Great change in the condition of the patient.
Operating rooms tries to attain increased availability rate through stocking huge amounts of inventory thereby incurring increased carrying cost and rendering the system to financial risk while labor, space and financial resources remain constrained.
Operating Room Management
According to Plaster, Seagul & Xiao (2003), operating room management calls for the coordination of material and human resources in a manner that allows for efficient performance of surgeries. Operating room management ensures safe and cost effective surgeries. Yearly cost approximations for surgical errors were between 8.5 and 17 billion dollars in 1999, with most medical errors linked to system-linked errors, which included coordination breakdowns (Plaster, Seagul & Xiao, 2003). Managing a well-organized operating room plan take into consideration safe practice, staff satisfaction and containment within a framework of constant change and reduction of over-used operating room time. Plaster, Seagul & Xiao (2003) confirmed that augmented number of surgical clients getting out -- patient care requires increased management efforts trough operating room personnel in coordinating daily operations.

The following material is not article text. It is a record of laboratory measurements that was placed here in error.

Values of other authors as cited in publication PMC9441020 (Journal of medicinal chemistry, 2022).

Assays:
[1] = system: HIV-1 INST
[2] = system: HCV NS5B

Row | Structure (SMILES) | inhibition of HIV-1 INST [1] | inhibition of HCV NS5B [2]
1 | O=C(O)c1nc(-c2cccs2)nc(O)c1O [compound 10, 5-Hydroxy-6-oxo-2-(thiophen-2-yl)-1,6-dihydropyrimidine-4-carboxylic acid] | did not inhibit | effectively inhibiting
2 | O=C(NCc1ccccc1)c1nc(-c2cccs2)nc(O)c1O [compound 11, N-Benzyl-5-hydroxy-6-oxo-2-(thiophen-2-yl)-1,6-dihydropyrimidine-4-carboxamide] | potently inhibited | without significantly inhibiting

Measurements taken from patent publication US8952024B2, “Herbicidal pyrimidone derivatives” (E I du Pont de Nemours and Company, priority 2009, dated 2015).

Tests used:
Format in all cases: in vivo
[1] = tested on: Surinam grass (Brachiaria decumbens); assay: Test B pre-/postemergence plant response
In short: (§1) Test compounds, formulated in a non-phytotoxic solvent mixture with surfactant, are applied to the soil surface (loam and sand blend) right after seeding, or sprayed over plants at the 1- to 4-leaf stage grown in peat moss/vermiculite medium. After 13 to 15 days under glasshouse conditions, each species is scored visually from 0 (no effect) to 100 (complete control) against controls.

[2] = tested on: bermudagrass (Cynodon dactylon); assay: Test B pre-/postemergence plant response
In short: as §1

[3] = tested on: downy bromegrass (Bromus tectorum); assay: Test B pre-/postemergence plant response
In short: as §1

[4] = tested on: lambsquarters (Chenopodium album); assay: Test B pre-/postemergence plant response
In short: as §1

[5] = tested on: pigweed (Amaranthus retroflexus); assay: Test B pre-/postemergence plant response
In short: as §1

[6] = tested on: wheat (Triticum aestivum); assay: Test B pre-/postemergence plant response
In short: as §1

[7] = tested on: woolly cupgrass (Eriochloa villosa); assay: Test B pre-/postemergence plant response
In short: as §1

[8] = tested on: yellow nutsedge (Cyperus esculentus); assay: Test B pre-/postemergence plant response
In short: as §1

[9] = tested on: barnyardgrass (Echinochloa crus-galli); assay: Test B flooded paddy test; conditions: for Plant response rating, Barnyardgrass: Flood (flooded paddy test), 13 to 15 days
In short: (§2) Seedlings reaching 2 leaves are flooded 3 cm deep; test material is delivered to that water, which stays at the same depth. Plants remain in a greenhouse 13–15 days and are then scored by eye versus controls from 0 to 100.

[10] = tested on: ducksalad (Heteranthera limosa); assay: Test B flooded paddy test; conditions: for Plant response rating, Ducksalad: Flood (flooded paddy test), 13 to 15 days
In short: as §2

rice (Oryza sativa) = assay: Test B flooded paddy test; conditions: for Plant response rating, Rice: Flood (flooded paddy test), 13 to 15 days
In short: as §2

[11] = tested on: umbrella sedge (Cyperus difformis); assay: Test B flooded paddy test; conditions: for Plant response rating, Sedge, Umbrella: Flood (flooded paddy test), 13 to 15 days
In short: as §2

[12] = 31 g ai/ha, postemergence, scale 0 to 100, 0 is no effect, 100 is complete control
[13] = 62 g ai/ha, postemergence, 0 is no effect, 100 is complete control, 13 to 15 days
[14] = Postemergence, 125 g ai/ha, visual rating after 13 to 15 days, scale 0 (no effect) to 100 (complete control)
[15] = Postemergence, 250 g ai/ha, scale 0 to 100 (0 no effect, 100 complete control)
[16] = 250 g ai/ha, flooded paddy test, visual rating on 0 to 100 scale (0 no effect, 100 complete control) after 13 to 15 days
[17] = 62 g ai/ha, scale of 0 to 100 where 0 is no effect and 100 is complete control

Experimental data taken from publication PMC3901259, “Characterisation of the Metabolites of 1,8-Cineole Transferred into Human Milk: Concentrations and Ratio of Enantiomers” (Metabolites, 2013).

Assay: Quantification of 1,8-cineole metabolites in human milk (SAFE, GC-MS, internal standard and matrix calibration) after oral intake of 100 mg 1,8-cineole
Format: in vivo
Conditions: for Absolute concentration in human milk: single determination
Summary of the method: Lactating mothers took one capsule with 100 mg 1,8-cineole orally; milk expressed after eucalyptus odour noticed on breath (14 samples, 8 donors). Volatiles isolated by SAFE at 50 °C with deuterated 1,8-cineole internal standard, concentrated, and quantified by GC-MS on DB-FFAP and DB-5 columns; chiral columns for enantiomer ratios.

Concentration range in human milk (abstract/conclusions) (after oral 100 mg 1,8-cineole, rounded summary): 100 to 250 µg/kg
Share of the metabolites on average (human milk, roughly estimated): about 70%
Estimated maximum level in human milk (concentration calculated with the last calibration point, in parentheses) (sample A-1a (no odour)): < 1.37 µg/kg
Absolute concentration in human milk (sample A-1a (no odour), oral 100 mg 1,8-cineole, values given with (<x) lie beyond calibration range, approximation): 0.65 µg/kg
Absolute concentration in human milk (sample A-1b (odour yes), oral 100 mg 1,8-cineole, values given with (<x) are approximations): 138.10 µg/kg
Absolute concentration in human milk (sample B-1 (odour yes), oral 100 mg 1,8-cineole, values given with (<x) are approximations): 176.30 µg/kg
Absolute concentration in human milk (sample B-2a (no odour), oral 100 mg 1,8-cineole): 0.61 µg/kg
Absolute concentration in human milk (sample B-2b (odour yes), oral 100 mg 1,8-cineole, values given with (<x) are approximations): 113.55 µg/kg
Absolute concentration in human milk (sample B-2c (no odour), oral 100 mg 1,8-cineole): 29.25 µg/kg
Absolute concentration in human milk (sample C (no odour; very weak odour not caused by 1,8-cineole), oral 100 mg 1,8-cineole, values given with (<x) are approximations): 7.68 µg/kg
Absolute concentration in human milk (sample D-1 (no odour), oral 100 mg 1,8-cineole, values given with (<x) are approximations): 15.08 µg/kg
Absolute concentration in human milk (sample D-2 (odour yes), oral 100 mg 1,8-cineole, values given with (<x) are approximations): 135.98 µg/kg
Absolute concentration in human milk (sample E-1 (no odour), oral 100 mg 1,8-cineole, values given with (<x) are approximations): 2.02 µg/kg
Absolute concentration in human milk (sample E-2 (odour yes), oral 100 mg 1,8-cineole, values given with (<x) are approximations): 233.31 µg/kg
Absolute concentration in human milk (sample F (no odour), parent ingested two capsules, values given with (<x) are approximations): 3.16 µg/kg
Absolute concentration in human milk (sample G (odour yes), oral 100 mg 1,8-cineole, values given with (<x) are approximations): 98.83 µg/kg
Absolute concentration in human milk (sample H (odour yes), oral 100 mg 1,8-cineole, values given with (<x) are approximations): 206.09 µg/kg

Plaster, Seagul & Xiao (2003) asserts that decisions that involve operating room coordination calls for participation from multi-disciplinary stakeholders. Interdisciplinary consensus and partnership from major players is attainable through prevention of formal or hierarchical power structures, devoted to ensuring collective responsibility and equality besides operating for goals' attainment. Findings from past studies indicated that participants within settings where disbursement of planning among scores of persons occur, distributed team organizations are practicable (Macario, 2006). In such areas, a single decision holds multiple effects thus making well-managed decisions to be paramount. In particular, in areas of an operating room, there are numerous stakeholders each holding access to crucial information regarding the operating room management. Plaster, Seagul & Xiao (2003) confirms that communication technology and computation hold the ability to enhance group decision-making, achieve satisfaction of staff, promote provision of secure patient care and augment efficiency. However, recognition of this potential calls for deep comprehension of group-decision making process, and the potential effect the computerized decision-making tools have on the system.